I am looking at a page of the 1841 Scotland Census. The rightmost two columns of each entry are headed:
"If born in Scotland, state whether in County or otherwise"
"Whether Foreigner, or whether born in England or Ireland"
Supposedly, the second of these columns was to be filled in with 'F', 'E', or 'I'. But the enumerator who filled out my page left these boxes blank. I notice that he placed check marks over by those columns and only in rows where the first column had an 'N', i.e., only for people not born in the County.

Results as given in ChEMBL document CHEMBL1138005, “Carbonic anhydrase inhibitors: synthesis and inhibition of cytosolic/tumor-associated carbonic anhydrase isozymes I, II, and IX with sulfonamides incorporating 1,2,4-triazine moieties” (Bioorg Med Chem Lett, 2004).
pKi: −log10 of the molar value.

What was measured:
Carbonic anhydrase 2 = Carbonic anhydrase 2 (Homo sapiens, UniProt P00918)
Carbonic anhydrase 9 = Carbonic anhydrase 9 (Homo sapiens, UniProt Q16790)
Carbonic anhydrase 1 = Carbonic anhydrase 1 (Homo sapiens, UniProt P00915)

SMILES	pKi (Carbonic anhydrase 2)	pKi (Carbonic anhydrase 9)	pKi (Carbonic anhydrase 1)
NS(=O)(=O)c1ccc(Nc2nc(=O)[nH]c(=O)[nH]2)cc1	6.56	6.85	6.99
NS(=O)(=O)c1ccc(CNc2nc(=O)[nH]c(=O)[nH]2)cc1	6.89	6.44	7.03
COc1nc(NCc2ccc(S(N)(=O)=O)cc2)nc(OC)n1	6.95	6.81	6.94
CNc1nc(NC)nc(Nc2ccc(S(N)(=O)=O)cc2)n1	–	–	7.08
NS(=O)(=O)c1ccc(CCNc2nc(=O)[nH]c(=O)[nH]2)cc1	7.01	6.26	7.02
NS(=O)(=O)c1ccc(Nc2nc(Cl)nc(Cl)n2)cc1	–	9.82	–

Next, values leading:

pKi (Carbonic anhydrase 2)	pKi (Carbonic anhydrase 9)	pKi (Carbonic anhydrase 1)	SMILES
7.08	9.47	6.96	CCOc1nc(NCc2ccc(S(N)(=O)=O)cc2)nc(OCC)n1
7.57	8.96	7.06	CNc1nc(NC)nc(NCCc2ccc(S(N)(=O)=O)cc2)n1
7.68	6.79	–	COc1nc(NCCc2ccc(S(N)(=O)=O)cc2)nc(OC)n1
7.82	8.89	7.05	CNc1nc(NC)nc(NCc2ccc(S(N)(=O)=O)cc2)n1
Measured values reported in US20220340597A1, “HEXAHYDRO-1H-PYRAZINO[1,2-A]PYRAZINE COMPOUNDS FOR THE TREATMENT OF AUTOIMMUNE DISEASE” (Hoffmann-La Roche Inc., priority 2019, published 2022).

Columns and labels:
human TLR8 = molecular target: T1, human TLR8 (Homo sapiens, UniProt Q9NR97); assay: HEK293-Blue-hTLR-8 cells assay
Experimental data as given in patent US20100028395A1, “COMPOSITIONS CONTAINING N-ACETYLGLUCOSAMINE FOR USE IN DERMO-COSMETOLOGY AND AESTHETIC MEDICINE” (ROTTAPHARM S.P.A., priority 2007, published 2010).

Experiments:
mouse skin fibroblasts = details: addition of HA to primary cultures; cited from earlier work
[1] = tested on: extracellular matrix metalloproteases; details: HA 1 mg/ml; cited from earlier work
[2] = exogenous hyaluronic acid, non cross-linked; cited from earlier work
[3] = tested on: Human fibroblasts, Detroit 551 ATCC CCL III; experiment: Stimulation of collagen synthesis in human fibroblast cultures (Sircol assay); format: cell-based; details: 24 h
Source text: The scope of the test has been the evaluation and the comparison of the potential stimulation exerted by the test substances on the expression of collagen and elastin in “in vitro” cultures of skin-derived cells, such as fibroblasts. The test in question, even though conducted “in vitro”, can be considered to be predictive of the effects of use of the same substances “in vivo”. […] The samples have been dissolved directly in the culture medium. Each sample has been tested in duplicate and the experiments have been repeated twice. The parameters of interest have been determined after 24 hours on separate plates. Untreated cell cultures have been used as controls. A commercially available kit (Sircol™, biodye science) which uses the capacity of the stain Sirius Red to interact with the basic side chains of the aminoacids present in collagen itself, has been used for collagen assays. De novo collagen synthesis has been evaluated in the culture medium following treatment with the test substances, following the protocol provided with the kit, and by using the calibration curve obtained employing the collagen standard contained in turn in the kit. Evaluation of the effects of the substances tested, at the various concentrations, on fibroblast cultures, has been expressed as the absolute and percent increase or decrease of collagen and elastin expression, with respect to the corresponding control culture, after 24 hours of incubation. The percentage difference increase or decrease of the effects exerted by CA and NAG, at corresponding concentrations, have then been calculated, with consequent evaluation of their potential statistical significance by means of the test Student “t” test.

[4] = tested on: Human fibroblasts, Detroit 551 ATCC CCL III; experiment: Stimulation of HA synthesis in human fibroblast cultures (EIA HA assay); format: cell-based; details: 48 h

These check marks either appear in the otherwise blank second column or else to the left of the 'N' in the first column. I am trying to determine the meaning of their placement.
Has anyone else seen this particular system of enumeration? Right now I am guessing that a check mark in the second box indicates that the person was born either in England, Ireland, or out of the country (without specifying which), while the check mark to the left of the first column indicates a person born in Scotland but in a different County than that of the census. Is there another reasonable interpretation?